Though she's conflicted about the morality of her drugs ("I don't know why I shouldn't use drugs, because they're wild and they're beautiful and they're wonderful, but I know I shouldn't..."), boy does she continue! She gets in with the wrong crowd, her drug use spirals out of control, and eventually she runs away and finds herself living on the street, addicted to heroin and giving blowjobs for drugs. At some point she has a few moments of lucidity and realizes the depths of her destruction and her overwhelming misery, and she calls her parents. Soon she's home and committed to getting clean, but more horrors ensue.

"Go Ask Alice" is supposedly based on the real diary of a teen drug addict. Mmmm, if you say so. I read the book as a work of fiction. At times I had trouble identifying with Alice -- she was just so incredibly naive! And Alice's extremely rapid descent into addiction seemed a bit unrealistic to me -- as did certain plot elements, like Alice peddling LSD to a 9-year-old.

I also took issue with the ending. Alice's diary actually closes on a positive note, but the epilogue tells us in a no-nonsense manner that Alice returned to drugs and died three weeks after her final diary entry. I'd have preferred to leave it as an inspirational story of a teen overcoming addiction, but apparently Anonymous was going more for a don't-even-think-about-trying-drugs-or-you-will-die approach.

While I'm not sure Anonymous's DARE-like scare tactics are the best way to keep kids from using drugs (in part because Alice is so enamored of getting high that it might actually make kids more curious about drugs!), the book might spark conversation between kids and parents, or get young readers to think twice about using the hard stuff.

I had to keep reminding myself that "Go Ask Alice" was written in the early '70s -- when murders, rapes, drugs, profanity and sex of all kinds weren't readily available on every TV channel -- and written for teens yet unexperienced in the ways of the world.

All in all, if "Go Ask Alice" has kept even one kid from drug addiction, Anonymous has done her job.

Friday, February 7, 2014

Furry Saturday

I have a different kind of four-legged furry creature to show off this week. We often spot deer in our backyard, which backs up to a nature preserve, but I've never seen any quite this close to the door during the day. I couldn't resist grabbing the camera and taking a few (err, 20+) pictures.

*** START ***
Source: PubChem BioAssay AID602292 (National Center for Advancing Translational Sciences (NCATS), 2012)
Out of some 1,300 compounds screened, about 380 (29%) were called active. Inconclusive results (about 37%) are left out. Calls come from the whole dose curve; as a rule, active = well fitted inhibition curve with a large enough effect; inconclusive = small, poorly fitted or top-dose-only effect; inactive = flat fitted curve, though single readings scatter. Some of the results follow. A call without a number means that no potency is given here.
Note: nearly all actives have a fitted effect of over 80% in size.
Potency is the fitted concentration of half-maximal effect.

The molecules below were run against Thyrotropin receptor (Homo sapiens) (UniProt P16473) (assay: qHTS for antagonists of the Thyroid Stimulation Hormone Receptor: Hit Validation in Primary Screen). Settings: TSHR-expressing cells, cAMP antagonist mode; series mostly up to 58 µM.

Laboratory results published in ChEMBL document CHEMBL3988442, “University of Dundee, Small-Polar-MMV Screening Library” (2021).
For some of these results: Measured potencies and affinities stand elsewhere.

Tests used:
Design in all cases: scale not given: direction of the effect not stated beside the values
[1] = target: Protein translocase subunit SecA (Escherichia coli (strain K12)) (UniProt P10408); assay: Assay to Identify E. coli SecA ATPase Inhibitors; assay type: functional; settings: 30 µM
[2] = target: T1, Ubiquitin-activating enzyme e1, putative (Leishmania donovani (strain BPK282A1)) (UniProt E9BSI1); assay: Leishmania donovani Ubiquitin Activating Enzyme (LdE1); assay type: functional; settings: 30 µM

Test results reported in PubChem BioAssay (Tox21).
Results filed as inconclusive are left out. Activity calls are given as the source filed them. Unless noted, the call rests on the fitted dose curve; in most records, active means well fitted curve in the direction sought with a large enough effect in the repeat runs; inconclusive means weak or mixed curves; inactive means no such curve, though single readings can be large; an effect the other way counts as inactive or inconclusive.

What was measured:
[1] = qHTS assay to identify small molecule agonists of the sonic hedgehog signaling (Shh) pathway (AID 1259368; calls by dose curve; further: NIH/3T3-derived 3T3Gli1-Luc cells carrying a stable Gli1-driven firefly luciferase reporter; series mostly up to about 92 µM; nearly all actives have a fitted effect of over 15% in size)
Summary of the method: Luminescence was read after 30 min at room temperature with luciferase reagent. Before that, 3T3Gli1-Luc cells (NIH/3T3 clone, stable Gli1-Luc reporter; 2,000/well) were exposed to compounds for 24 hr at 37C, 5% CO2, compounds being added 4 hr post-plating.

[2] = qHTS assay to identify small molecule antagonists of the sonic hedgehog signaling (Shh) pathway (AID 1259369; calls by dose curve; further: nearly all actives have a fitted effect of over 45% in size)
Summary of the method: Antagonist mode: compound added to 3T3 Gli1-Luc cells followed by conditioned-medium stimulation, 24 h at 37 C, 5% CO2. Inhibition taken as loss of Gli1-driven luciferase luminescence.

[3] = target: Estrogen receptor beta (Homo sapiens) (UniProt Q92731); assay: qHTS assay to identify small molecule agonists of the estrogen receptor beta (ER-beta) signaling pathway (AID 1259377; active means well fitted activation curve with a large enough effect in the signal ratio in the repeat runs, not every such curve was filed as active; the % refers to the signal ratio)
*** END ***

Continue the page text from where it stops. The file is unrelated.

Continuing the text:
Even though they're rapidly nibbling away our bushes, I love the deer and I'll never tire of seeing them out back -- or of scowling at Jarrod when he jokes about shooting them!

A Month of Letters + Harry Potter Stamps

I'm a little late to the game, but yesterday I discovered A Month of Letters and I'm so excited to participate! The project, created by author Mary Robinette Kowal, challenges snail-mail fans to send at least one letter each day the post office is open in February, for a total of at least 23 pieces of mail. The LetterMo website also provides an opportunity for new penpals to link up. That's perfect for me, since I've recently been considering the idea of finding a penpal. I love to write letters -- and receiving something personal in the mail just makes my day!

Incidentally, I have just the perfect thing to top off all the letters I'll be sending out this month -- Harry Potter stamps! A couple weeks ago when I was mailing something at the post office I picked up two books of HP stamps. They're in a neat little fold-out booklet and the collection includes pictures of all our favorite characters, from Dumbledore to Dobby. I think I'll probably end up using one and saving the other.

Happy February and happy Month of Letters! I'm off to write my first letter... Accio pen and paper!